By Marie McCain
The Cincinnati Enquirer
Jacqueline Humphries was never truly worried about the disappearance of her nephew, LaShawn Pettus-Brown.
Nevertheless, she is relieved by Saturday's announcement that federal authorities in the New York area arrested the 27-year-old fugitive developer. His plans for Over-the-Rhine's Empire Theatre filled Cincinnati city leaders with dreams of revitalization, but only emptied city coffers of $184,172.
"I'm just glad he got caught," said the Corryville woman, who says she, too, was a victim of her nephew's ambition.
Pettus-Brown, a one-time concert promoter and former Japanese league basketball player, was taken into custody Friday night. He is charged with one federal count of wire fraud for allegedly obtaining funds from the city of Cincinnati under false pretenses.
Pettus-Brown won approval from City Council in June 2002 for $220,000 in city loans and grants to fix up the 90-year-old theater at 1521 Vine St. It was the first step, Mayor Charlie Luken said at the time, in a sweeping plan to revitalize Vine Street.
Seven months later, Pettus-Brown vanished.
FBI officials released minimal information about the arrest in a news release Saturday afternoon. It said that Pettus-Brown would be returned to Cincinnati. Agents in New York and Cincinnati could not be reached for further comment.
Humphries contends her nephew tricked her into transferring ownership of a house she owns at 3251 Vine St.
She said he told her he would revamp the building so it could be used as housing for Japanese exchange students and that she would benefit financially from the project.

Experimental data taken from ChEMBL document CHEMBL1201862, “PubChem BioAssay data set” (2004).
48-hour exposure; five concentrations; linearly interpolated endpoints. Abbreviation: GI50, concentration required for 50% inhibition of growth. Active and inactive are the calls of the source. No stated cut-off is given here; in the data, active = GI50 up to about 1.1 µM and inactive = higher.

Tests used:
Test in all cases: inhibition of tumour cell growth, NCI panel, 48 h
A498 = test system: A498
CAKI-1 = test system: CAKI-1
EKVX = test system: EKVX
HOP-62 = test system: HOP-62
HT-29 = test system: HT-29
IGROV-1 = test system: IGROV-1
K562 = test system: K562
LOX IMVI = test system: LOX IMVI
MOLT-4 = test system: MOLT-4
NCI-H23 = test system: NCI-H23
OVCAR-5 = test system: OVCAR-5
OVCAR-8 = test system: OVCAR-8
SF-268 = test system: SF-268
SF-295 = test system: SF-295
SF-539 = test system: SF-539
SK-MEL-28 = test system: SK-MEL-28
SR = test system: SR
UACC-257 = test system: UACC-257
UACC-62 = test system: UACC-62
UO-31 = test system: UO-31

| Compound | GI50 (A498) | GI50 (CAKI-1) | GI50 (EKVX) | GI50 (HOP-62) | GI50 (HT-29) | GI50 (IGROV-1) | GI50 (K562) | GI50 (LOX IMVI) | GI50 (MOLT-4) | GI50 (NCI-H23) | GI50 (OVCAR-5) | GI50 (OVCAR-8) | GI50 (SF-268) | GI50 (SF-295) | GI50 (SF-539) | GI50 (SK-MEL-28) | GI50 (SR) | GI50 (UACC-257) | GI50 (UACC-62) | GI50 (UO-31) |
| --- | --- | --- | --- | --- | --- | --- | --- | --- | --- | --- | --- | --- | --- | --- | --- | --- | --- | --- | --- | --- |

But it never happened. In 2003, she sued her nephew and won back her house, along with more than $80,000 in damages, according to court records.
The smile Pettus-Brown wears in his mug shot on Saturday's news release is telling, Humphries said.
"He's arrogant," she said. "He always expects things to go his way."
She had no details of how her nephew came to be in New York, especially when earlier FBI reports speculated that he might be in Los Angeles.
"I could see how he would be (in California). We have relatives out there. But we don't know anybody in New York," she said.
Pettus-Brown's arrest was welcome news to Cincinnati City Councilman Pat DeWine, a Republican who voted against lending Pettus-Brown the money for his Empire Theatre endeavor.
"People shouldn't lose sight of the fact that two things went wrong here - No. 1: A person was trying to rip off the city. No. 2: City Council was asleep at the wheel," he said.
As for the money Pettus-Brown is accused of bilking from the city, DeWine doubts it'll be returned.
"My sense is that it's gone," he said. "He went through the money and now has no assets."
City officials had previously believed that all of the $184,000 invested in the project went toward work on the theater, but that the project collapsed because Pettus-Brown could not get a bank to finance the project.
Humphries said she believes her nephew used her house as collateral to convince city officials that he could repay his debt. But she doesn't believe he intentionally planned to do anything criminal.
"I think he just got caught up," she said. "He's too intelligent for that. I think he was robbing Peter to pay Paul."
The wire fraud charge carries a maximum penalty of 20 to 30 years in prison and a $1 million fine.
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